3. Three voluntary parades were held on Sundays during the winter of
4. Attendance at five parades, afterwards increased to eight, was
necessary in order to be exempted from liability to the Militia Ballot.
5. Fines were imposed for non-attendance at parades, and the Corps was
empowered to distrain on a man’s goods in case of default.
6. A special handbook on training was prepared, and wagons were provided
to enable the Corps to move swiftly to the scene of action.
On 12th November, 1803, the Colours were taken from the Church and
presented to the new Corps in Dalton Square.
On 3rd December the Battalion was inspected by the Inspecting Officer,
and subsequently every quarter.
Three Field Days were held in 1803, Consisting of marching “above
sixteen miles”, firing twelve rounds, going through the manual and
platoon exercises, and several military manoeuvres.
Another Field Day was held this year, and the Corps went through similar
1804 & 1805
The Corps carried out “Permanent Duty”, that is training away from their
homes, at Orsmkirk and Preston respectively, for 14 days.
In the summer of this year the Local Militia Bill passed through
Parliament. Under this Act a Local Militia force was raised which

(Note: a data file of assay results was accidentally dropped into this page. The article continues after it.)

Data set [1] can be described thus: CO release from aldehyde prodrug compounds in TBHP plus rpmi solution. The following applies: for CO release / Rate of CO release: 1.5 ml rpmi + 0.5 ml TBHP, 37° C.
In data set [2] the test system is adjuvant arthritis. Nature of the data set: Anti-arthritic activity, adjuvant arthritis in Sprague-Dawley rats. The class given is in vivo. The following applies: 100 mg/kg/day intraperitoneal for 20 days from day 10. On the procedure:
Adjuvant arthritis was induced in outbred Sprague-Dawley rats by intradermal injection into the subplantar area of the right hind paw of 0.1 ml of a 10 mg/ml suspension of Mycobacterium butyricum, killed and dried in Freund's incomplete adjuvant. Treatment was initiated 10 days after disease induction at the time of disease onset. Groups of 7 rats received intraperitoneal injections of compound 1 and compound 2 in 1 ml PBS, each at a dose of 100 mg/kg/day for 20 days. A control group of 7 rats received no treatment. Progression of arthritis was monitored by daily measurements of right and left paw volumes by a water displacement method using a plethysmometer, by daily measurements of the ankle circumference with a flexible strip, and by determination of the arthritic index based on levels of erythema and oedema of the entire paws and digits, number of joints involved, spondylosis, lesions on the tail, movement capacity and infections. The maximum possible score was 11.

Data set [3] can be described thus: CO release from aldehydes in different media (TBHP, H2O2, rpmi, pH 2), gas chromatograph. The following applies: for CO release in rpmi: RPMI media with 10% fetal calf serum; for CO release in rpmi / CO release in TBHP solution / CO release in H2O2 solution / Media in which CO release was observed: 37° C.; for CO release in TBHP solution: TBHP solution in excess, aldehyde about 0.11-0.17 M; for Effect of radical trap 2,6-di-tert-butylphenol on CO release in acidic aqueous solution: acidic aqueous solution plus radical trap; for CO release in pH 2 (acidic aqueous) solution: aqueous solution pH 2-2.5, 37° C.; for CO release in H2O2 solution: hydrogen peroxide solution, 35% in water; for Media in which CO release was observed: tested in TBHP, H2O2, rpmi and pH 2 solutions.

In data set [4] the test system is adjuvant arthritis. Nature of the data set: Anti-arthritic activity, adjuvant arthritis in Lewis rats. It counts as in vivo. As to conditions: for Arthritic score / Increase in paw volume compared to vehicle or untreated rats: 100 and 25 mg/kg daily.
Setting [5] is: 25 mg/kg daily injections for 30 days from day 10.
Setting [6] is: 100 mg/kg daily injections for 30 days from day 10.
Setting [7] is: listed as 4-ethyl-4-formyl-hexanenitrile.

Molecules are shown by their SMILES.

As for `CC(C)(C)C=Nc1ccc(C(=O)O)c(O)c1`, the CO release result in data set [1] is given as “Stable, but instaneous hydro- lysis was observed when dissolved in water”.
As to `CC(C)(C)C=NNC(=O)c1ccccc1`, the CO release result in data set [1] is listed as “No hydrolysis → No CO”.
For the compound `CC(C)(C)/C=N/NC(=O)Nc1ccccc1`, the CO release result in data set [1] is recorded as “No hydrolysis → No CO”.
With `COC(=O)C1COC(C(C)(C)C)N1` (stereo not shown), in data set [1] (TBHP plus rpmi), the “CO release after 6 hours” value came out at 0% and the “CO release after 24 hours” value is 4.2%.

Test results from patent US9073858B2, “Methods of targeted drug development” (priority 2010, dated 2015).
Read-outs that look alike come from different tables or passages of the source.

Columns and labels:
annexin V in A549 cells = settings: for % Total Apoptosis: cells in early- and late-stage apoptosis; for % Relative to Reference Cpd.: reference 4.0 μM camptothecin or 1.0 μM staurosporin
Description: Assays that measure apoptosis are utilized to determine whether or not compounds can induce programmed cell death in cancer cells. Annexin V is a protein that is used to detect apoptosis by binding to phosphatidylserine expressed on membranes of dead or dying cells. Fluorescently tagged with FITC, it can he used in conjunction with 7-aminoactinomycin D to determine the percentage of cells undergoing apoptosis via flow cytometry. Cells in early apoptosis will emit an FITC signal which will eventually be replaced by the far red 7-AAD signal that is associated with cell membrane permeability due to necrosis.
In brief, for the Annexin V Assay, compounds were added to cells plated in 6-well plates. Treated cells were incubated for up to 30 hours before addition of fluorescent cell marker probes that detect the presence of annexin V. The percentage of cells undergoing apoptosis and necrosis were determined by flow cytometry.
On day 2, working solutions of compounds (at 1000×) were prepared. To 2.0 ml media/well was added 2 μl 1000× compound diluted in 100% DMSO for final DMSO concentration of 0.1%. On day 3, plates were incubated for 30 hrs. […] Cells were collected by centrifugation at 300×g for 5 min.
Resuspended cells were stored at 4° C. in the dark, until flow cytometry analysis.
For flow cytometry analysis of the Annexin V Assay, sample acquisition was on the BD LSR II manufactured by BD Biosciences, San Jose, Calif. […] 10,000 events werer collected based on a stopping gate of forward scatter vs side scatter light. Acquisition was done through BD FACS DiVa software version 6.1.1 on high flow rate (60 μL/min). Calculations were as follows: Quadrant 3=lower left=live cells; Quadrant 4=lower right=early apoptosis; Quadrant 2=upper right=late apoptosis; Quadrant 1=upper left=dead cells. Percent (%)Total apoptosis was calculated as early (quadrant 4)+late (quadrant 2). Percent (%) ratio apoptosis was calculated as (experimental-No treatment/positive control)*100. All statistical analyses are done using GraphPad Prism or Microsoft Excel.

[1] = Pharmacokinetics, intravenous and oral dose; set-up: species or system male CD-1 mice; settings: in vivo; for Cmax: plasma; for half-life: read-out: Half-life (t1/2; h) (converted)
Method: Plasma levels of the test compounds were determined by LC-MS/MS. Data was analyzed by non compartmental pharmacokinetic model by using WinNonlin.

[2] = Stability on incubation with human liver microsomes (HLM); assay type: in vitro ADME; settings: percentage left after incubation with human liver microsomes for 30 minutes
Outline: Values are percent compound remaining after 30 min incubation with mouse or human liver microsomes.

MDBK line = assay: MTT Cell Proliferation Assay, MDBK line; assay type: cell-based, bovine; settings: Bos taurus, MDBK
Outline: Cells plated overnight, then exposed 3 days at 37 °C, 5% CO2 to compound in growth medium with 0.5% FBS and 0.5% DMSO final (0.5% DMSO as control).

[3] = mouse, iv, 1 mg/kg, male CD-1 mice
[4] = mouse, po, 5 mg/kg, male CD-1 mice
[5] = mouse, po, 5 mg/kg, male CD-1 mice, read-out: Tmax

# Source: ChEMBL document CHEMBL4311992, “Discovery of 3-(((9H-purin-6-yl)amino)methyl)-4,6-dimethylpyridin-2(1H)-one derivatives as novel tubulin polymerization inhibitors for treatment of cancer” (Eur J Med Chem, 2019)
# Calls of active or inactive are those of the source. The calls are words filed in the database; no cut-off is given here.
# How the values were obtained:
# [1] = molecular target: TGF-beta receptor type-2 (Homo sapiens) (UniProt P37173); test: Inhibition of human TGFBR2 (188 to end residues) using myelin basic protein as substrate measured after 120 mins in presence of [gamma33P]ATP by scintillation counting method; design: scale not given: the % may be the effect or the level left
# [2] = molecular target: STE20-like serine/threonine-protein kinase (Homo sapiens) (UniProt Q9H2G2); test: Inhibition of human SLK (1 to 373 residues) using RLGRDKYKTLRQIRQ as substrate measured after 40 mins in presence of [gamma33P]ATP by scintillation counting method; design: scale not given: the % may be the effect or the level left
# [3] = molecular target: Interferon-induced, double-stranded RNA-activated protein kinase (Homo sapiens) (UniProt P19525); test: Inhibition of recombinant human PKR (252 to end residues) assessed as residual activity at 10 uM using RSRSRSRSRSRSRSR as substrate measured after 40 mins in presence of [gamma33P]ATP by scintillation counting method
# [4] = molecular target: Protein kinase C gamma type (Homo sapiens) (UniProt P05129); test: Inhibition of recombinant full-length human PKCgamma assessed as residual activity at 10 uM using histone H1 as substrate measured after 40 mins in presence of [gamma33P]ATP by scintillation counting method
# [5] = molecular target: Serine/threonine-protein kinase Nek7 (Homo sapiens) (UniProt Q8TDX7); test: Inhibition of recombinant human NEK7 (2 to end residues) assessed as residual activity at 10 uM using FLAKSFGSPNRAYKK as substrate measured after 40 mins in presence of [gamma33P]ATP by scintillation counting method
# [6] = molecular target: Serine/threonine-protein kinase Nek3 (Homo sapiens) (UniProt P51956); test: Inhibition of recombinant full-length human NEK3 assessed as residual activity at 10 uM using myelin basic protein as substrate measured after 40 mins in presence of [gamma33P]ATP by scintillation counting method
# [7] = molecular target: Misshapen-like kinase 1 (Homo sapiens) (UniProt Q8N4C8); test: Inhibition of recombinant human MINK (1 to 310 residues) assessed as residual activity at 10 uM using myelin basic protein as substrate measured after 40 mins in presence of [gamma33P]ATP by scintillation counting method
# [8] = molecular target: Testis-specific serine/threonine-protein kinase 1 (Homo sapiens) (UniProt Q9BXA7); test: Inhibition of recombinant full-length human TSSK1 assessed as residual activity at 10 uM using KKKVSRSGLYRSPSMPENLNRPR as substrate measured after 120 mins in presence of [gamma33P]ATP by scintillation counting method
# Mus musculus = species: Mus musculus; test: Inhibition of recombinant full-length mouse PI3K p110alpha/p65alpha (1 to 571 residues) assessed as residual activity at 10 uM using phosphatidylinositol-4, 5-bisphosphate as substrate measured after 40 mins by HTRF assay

included all effective Volunteers, and was equal to six times the number
required for the Regular Militia. There were no exemptions, except
physical unfitness, and no substitutes were allowed. The force was
raised by ballot. Effective Volunteers were exempted from service. A
bounty was paid to each person who was enrolled. The Local Militia did
three continuous week’s training during the year. During the remainder
of the year a Permanent Staff was maintained, consisting of an Adjutant,
a Sergeant Major, a Sergeant for each company and a drummer for every
two companies, for each infantry unit.
During Embodiment the Militia was under Military Law, and pay was 1/- s
a day, 1d a day Beer Allowance, 1/2d a day Stationary Allowance and